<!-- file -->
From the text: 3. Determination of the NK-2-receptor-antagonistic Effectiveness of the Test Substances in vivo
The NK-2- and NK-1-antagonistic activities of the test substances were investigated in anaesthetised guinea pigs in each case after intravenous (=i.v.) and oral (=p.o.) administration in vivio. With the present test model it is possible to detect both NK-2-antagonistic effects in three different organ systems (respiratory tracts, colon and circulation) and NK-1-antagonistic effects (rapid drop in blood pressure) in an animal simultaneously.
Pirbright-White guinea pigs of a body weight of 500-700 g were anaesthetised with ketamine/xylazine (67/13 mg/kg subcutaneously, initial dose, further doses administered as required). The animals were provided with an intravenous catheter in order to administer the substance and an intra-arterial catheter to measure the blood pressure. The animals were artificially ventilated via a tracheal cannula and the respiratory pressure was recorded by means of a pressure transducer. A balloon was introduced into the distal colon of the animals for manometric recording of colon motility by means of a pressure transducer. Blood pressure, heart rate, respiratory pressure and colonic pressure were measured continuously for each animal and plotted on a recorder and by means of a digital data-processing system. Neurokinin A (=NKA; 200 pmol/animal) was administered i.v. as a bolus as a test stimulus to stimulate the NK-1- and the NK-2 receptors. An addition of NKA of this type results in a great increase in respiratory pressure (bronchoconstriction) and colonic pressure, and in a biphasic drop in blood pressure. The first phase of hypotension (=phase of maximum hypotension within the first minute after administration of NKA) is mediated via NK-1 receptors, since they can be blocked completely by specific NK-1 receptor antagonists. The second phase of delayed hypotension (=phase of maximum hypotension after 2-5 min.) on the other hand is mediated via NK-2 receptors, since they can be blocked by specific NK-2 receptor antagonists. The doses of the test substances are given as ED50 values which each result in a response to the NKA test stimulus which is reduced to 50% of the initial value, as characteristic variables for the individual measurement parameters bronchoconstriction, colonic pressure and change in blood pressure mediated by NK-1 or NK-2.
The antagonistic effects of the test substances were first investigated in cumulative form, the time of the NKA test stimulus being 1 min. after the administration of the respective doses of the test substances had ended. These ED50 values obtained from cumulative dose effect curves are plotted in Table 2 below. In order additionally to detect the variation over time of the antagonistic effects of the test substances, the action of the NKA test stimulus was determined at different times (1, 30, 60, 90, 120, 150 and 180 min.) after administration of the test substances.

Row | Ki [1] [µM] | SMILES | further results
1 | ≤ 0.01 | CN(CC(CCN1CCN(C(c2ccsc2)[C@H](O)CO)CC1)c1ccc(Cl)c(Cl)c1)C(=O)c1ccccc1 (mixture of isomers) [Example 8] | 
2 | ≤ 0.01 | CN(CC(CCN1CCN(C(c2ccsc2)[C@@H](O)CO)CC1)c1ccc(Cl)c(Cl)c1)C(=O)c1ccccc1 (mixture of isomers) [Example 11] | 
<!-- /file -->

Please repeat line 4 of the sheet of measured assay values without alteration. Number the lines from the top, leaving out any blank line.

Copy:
The antagonistic effects of the test substances were first investigated in cumulative form, the time of the NKA test stimulus being 1 min. after the administration of the respective doses of the test substances had ended. These ED50 values obtained from cumulative dose effect curves are plotted in Table 2 below. In order additionally to detect the variation over time of the antagonistic effects of the test substances, the action of the NKA test stimulus was determined at different times (1, 30, 60, 90, 120, 150 and 180 min.) after administration of the test substances.